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In what is one of the most famous opening lines in modern literature ("It was the best of times, it was the worst of times..."), Dickens captures the extremes of idealism and terror of the revolutionary period of the late 18th century. With the exception of figures of historical significance, in particular the monarchs, no characters directly related to the plot are introduced in this opening, reflecting Dickens's choice to focus on the setting rather than the characterization of individuals in this historical novel.
Dickens refers obliquely, rather than directly, to the historical figures and events of the period, giving his introduction a fable-like quality. Rather than naming the monarchs and openly discussing the American Revolution, he refers to the "king with a large jaw and queen with a plain face" in England, the "king with a large jaw and queen with a fair face" in France, and a "congress of British subjects in America." Death is personified as a Farmer and Fate as a Woodman, powers who silently work their way through the French countryside. The distance provided by the tone of a fable was desirable for Dickens since his novel followed the historical events so closely in time. A Tale of Two Cities was published just 67 years after the events it describes. While the horrors of the French Revolution have been eclipsed for modern readers by the world wars and genocides of the twentieth century, the terrors of the French Revolution were the horror story of Dickens's time. His indirect tone helps his readers gain distance from an event that they would have contemplated and debated many times before.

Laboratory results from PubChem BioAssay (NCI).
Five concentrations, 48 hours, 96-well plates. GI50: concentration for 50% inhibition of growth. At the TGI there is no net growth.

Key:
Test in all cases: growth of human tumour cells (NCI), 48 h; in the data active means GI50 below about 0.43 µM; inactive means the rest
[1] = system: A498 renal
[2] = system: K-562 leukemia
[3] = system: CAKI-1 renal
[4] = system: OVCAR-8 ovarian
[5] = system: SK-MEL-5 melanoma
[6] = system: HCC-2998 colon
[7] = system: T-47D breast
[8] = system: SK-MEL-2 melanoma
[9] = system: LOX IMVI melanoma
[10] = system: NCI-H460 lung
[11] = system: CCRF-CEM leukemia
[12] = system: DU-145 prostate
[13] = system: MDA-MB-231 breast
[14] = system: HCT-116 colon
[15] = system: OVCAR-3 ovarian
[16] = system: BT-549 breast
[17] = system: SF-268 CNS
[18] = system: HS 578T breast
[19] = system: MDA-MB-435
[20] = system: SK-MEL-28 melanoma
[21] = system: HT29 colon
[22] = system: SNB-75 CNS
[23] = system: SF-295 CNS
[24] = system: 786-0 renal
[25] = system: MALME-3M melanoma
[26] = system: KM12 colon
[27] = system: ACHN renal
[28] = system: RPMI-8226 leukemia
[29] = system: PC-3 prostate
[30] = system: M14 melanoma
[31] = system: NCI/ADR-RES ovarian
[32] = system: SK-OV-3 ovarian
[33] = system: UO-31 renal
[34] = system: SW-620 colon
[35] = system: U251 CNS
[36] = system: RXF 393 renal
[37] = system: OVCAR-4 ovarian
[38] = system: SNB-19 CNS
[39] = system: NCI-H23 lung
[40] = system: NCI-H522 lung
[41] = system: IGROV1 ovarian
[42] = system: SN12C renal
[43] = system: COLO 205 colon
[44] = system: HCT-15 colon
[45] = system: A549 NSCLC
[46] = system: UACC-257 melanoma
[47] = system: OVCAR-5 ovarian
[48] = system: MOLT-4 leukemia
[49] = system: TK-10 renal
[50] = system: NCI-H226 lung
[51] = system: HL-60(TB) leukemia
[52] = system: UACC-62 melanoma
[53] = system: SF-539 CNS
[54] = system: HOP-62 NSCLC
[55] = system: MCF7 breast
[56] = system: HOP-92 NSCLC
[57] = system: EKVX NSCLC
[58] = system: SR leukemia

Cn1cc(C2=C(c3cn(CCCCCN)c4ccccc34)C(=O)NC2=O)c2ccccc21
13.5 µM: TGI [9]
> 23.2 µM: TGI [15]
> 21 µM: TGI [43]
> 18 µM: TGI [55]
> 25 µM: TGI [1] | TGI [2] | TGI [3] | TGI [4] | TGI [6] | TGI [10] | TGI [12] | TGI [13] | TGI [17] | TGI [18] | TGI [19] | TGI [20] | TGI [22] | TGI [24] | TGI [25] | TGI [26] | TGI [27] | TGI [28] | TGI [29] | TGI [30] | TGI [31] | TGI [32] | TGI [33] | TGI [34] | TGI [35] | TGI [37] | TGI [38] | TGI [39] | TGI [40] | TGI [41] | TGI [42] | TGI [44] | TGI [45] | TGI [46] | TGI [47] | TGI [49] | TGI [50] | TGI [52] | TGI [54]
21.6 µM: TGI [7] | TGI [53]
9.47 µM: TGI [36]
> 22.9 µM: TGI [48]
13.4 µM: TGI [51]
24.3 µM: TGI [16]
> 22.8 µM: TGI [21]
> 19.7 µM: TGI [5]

Dickens postulates the historical inevitability of the French Revolution, illustrating that despite the monarchs' complacency in their divine right, discontentment was growing in the countryside. He does not describe the same inevitability of rebellion in England, however, just the widespread feeling of lawlessness exemplified in the second chapter. Knowing that there was no comparable rebellion or even labor unrest in England at the end of the eighteenth century, Dickens portrays English society as dangerous but not lethal. Even so, there is a lack of proportion in England as demonstrated by executions for offenders ranging from murderers to "wretched pilferers." The injustice of equal treatment for unequal crimes reflects Dickens' ever-present concern with social justice, but it hardly compares with the unrest and injustices in France.
With this contrast in the direness of social and criminal situations in the two countries, Dickens sets up a dichotomy that is to dominate the rest of the novel. With likeable but somewhat undeveloped individuals, the focus of the text is ever on the setting and the communities, the historical period as much as the plot itself. The title of A Tale of Two Cities is crucial for interpretation of the novel, suggesting that the opposing cities of Paris and London constitute the true protagonists of the novel, transcending the importance of the main characters.